A University of Mississippi School of Journalism and New Media professor has been recognized for her work to make UM more inclusive for all students.
Alysia Burton Steele, assistant professor of journalism, has been named the recipient of the Vicki Mahan Ally of the Year Award. The award recognizes individuals who have gone above and beyond the call of duty to make the university a welcoming, accepting, and inclusive place for LGBTQ students, faculty and staff.
We asked Steele a few questions about the award.
Q. How did you feel when you were named as a winner of the award?
I was surprised and excited by the awards. Kevin Cozart, Deb Wenger, Bobby Steele and Brittany Brown created a fake reason for me to come on campus that day, and I came because I thought Brittany was receiving an award. So, they lied to me – but for a good reason. I had no idea I was nominated, and it’s quite an honor.
Q. For those who don’t know, what is the award?
The Vicki Mahan Ally of the Year Award is an award where faculty members are honored for their contributions and dedication to inclusiveness regarding the LGBTQ community. It appears a former student from five years ago, Sha Simpson, nominated me for helping her stay focused with her studies, and I encouraged her to get counseling. I assured her there was nothing wrong with getting help, and I wanted her to know that I was always going to be there for her.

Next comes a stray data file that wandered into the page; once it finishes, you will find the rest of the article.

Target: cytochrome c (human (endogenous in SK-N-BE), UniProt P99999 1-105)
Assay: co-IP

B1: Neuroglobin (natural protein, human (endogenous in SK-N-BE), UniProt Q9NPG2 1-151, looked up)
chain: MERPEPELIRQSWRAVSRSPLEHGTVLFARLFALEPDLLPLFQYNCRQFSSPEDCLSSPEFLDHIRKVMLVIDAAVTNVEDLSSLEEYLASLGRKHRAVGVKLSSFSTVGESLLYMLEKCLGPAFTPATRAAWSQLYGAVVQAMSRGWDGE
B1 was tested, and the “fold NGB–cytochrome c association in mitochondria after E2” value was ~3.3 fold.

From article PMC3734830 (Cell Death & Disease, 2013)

When her family cut ties with her after she came out, it broke my heart to see her struggling, and after all these years, I can’t believe Sha wrote to Kevin Cozart and nominated me. When I heard Kevin reading her letter, I thought it sounded like Sha, but I wasn’t sure. At that point, I didn’t know the award was for me. I burst into tears when my name was called because the letter was touching, and well, I love Sha like a daughter.
Q. Why were you told you won the award?
I am a big supporter of people being true to themselves – no matter how they identify. I do not judge people based on sexual orientation, race, religion, ethnicity – everything that comes with diversity, I am supporting it. I am biracial, and come from a very welcoming, loving family.
From childhood, my mother Stella Duncan always instilled me in me to accept people for who they are – that we have no reason to judge. I want every student to know that my office is a safe space, and I am always willing to help. That is just who I am as a person, but I’m honored to be recognized for that.
Diversity is in everything I do, so no matter what class I teach, what scholarship I create, what service I pledge, I will always include diversity – it’s what makes this world a better place. So, I’m just going to keep being me.